Google is looking for the best content on a particular subject, so make sure that you are being thorough and not straying too far from the topic at hand. 

Your content should clearly answer the question that your audience asked in order to arrive on your page. 

Quality

Well, duh. Of course Google is looking for high quality content. But what does high quality content consist of?

Here are a few examples of the boxes you should be trying to check:

  • Unique and fresh (not plagiarized)
  • Spelling & grammar should be on point
  • Videos, images, and infographics to support your text
  • Fact checked and sources cited with links

Again, this isn’t an exhaustive list of factors to consider, but these are a few of the big ones.

Trust

Google wants to make sure that it’s presenting content from trustworthy sources.

One simple way to lend some credibility to your piece is to cite your sources by linking to other credible websites within your content. 

The more an author writes on a particular topic, the more authority they build within that space, and the more trustworthy they become in Google’s eyes. 

Content that deals with people’s money or health can be particularly difficult to rank, as Google has extra safeguards in place to protect users from content that could potentially harm their finances or physical wellbeing. 

Search intent

This is a facet of SEO that I’ve seen bamboozle even top level experts at 7 figure agencies before.

Search intent refers to what Google believes a user’s intent is when searching for a particular phrase. It sounds self explanatory and like it’s not even worth talking about—but I’ve seen people waste thousands of dollars on SEO campaigns that have no chance of being successful because they simply neglected to take stock of what Google believes the search intent for a key phrase is. 

For instance, let’s say that you’re a software company that specializes in appointment scheduling solutions and you want to rank for the  keyphrase “best scheduling software”.

You might think that your company’s homepage or a landing page about all of your product’s features would be sufficient to rank on the first page of Google, right?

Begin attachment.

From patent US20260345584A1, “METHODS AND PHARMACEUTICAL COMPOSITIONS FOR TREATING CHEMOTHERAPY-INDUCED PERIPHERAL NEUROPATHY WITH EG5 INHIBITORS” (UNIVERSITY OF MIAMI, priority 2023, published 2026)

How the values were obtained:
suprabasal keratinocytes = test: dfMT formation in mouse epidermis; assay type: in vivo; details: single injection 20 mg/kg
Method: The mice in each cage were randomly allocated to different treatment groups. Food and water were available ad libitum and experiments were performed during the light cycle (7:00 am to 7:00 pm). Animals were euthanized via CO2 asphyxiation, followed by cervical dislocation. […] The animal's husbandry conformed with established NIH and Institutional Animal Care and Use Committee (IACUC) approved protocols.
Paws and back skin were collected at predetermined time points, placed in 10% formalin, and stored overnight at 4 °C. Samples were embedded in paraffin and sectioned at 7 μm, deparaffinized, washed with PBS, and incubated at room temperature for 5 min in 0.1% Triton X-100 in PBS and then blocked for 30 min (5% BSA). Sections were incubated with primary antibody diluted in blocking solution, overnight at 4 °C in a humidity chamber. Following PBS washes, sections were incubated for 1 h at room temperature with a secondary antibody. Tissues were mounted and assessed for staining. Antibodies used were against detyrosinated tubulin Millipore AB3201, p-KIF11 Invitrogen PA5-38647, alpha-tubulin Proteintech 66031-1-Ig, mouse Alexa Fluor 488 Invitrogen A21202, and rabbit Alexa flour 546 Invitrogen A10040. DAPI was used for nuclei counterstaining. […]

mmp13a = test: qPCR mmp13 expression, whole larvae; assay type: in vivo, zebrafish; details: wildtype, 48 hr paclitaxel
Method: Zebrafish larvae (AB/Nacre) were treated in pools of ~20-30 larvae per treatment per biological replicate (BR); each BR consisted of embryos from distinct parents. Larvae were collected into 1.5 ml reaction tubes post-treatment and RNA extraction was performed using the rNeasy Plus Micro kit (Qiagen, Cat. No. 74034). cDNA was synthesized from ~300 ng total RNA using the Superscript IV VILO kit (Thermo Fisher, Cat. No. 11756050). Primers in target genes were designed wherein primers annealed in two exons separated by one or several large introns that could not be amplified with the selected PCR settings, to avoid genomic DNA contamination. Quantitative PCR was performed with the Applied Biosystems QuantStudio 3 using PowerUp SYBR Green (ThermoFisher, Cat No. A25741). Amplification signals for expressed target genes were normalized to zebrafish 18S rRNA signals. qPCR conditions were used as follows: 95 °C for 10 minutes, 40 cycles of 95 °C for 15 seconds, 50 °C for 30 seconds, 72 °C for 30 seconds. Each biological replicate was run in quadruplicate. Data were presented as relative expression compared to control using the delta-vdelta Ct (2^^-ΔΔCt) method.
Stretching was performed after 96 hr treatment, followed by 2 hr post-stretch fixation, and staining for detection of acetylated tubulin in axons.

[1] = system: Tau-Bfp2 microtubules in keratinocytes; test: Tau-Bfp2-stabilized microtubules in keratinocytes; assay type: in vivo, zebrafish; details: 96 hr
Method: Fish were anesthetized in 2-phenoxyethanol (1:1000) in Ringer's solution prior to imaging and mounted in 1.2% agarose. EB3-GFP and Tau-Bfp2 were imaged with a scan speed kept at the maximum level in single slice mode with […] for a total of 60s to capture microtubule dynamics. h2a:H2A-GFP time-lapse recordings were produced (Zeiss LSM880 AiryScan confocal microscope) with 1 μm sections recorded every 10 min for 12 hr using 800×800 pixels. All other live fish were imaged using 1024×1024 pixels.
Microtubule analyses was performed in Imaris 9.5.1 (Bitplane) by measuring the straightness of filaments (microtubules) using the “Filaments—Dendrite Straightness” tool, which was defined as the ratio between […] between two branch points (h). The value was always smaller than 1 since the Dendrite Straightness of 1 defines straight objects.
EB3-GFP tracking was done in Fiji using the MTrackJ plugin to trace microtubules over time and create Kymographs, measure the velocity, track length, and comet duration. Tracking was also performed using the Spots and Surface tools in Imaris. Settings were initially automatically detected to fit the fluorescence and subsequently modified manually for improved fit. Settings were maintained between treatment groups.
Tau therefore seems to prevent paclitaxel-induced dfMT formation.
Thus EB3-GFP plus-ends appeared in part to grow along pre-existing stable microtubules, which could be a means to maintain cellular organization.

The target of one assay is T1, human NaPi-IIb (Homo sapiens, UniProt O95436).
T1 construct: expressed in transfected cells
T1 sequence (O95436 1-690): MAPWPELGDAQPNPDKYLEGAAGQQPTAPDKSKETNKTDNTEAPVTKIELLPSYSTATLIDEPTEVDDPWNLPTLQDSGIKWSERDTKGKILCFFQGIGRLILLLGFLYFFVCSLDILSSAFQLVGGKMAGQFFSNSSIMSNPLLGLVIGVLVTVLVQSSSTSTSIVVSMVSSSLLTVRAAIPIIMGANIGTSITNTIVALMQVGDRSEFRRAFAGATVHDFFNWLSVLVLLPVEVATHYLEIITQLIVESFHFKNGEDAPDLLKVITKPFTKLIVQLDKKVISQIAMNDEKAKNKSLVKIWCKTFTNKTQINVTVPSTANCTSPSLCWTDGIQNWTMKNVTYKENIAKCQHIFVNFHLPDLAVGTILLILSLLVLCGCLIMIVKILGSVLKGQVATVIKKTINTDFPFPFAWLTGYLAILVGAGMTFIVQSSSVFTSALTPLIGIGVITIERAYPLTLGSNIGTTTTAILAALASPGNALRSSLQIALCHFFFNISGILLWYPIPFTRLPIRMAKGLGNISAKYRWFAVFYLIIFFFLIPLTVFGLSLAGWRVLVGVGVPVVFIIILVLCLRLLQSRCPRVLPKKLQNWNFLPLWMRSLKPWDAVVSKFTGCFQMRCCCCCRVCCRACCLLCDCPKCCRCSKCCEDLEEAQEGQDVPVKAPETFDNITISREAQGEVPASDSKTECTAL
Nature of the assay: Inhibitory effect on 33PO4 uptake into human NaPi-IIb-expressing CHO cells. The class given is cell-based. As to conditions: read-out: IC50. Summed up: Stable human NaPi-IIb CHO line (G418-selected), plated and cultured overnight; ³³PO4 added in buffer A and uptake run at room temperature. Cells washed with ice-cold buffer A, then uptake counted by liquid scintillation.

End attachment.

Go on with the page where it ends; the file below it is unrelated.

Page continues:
Not necessarily…

If we take a closer look at page 1 of search results for that keyphrase, the top 10 results are all reviews and comparisons of the most popular scheduling softwares.

  1. Best Scheduling Software 2022 | Reviews of the Most Popular …
  2. 14 Best Appointment Scheduling Software [2022 RANKINGS]
  3. Best Scheduling Software – 2022 Reviews, Pricing & Demos
  4. 10 Best Scheduling Software in 2022 – Business 2 Community
  5. 17+ Best Scheduling Software of 2022 (Ranked & Compared)

So what this tells us is that Google has determined that the search intent for the keyphrase “best scheduling software” is to gather information by comparing multiple softwares. 

The intent is not to find a single company talking about the benefits of their software.

Backlinks

A backlink is anytime someone from another website links to a page on your website, and vice versa.

Backlinks are seen by Google as a “vote” for your content. It’s someone else saying “hey, this is such good content that I’m going to share it with my visitors”. 

Backlinks are absolutely critical for SEO success and in my experience, enough quality backlinks can lead to fantastic rankings even if you fall short in a few of the other ranking categories.

That being said, not all backlinks carry the same weight, and in fact, enough low quality backlinks can actually end up hurting.

However, not all backlinks are created equally. Ideally you want backlinks from sources that are relevant to your space. If your company sells dog houses and you have a bunch of backlinks from cooking blogs, that might not help as much as you would hope. 

The more trustworthy the site you’re receiving the backlink from is, the more weight the link will carry. You can get an idea of a site’s trustworthiness by using a tool like Moz, AHREFS, or SEMRush to look up a website’s Domain Authority score.

There are a number of strategies for building backlinks that we’ll go over in a separate blog post, but the top strategy is to have content that is so good that people are compelled to link to it. 

A final word on ranking factors

When it comes to ranking on Google, you should abide by two general rules.

Create the best content that is available on the subject, and make sure your website has a great user experience. 

If you cover those two bases, the rest will usually take care of itself.